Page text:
"There's a lot more going on than just having a sociable time," he says. "Add academic competition, organising life and workload and possibly new housing difficulties and you can see why being at home could be very attractive, especially if you are allowed as much freedom and independence as you want.
"Younger siblings can feel a strong sense of loss when older children move out, though that can create space for them to get more attention.
"Staying at home can have enormous benefits all round but they should be planned for, rather than assumed. The status quo changes enormously and for it to succeed you have to plan what's going to happen next, with respect on both sides.
"Parents might prefer the situation where what their student children are doing is safely hidden from view because they're living elsewhere," Prof O'Donnell says. "Whereas if they're at home, you have to think about things like what time they'll be in, in what state of intoxication and at what point that is going to impact negatively on everyone else."
'Transport is the big issue'
CALUM MacFadyen is in his second year of a Scandinavian studies and philosophy degree, also at Edinburgh University, and lives in the family home in Tranent, East Lothian. Travel is part of his daily life, whether he is studying or socialising.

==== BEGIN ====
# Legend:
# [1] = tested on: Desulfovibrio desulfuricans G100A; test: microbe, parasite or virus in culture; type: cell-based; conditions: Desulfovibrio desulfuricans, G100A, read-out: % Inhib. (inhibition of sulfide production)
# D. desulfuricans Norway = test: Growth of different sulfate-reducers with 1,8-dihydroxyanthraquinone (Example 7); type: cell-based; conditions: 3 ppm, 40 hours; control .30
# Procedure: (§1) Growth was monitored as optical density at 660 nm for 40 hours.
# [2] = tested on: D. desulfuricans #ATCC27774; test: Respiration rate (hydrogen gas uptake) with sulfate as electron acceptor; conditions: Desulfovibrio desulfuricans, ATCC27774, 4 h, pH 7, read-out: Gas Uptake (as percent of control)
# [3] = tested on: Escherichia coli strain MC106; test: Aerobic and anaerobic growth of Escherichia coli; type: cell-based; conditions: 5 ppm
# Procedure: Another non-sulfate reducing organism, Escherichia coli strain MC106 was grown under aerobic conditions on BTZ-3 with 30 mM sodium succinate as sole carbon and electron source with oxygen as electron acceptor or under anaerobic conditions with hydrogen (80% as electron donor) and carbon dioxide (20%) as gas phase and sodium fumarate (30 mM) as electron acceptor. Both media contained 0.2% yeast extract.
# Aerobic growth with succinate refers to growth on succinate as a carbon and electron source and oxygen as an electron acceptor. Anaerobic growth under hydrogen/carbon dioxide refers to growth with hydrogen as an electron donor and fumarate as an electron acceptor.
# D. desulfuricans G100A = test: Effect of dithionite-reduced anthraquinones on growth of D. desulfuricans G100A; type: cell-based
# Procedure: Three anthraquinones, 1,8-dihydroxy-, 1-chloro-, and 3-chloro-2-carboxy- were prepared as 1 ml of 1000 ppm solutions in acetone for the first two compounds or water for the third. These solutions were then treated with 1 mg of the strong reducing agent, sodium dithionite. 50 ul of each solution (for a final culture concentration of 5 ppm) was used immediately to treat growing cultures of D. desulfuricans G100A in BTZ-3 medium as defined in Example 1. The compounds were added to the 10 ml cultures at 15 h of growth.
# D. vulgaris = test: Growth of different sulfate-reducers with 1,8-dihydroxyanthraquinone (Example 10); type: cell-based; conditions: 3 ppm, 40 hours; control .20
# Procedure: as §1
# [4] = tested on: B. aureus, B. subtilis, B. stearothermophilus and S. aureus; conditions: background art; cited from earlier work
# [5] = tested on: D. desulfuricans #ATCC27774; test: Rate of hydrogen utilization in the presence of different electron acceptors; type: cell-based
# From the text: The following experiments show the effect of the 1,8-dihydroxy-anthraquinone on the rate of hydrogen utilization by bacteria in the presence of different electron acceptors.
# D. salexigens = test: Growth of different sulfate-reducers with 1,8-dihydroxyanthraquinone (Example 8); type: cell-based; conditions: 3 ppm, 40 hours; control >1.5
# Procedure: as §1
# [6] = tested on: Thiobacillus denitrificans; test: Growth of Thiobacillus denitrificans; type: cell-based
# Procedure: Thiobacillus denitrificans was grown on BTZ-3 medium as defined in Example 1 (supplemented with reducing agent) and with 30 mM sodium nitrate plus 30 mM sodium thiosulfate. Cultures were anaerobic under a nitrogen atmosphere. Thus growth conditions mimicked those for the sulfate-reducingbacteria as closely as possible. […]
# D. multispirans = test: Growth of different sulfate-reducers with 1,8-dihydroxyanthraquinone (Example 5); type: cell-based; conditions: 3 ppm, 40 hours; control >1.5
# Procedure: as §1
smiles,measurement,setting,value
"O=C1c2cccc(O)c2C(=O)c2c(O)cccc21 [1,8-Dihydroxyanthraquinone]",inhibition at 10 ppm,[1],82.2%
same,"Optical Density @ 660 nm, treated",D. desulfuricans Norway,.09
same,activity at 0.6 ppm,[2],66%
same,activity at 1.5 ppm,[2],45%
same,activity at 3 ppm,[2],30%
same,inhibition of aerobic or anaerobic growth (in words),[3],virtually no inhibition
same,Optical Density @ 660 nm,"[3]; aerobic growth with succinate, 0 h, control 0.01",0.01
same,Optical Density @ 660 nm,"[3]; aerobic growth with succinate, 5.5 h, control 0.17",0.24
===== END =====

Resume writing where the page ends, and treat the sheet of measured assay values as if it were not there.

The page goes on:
At 28, he is slightly older than the average student, but as he points out, his previous experience of living at home while studying has had few negatives.
"It's easy to generalise about being more integrated and involved if you're in halls, but you have to look at individual needs to get a wider picture," he says. "Transport in the evenings is the big issue … but I do have some friends with floors to spare should I want to stay in the city overnight.
"I originally studied music in Edinburgh and I wanted to stay at home because I knew it wouldn't be easy for me – I was diagnosed with rheumatoid arthritis when I was very young and it impacted on my health for years."
He then moved to Aberdeen to continue his studies. "Things like cooking weren't an issue, as my mum is a cook with her own catering business, so she made sure my brother and I could look after ourselves, but I found budgeting a big problem. I gave up studying for a while, but decided to go back and this time it's working well for me.
"My mum and step-dad give me total independence, which is obviously a factor in how comfortable you feel at home and I now also work part-time for mum and she's a good enough boss!
"In third year I'll be going to Denmark and I honestly could not afford to do that if I weren't living at home just now and saving every penny I can.
"The strangest thing is that I stayed at home for my first year after leaving school, then studied and worked elsewhere, including abroad, and now I'm back (at home] and it's as easy as first time round.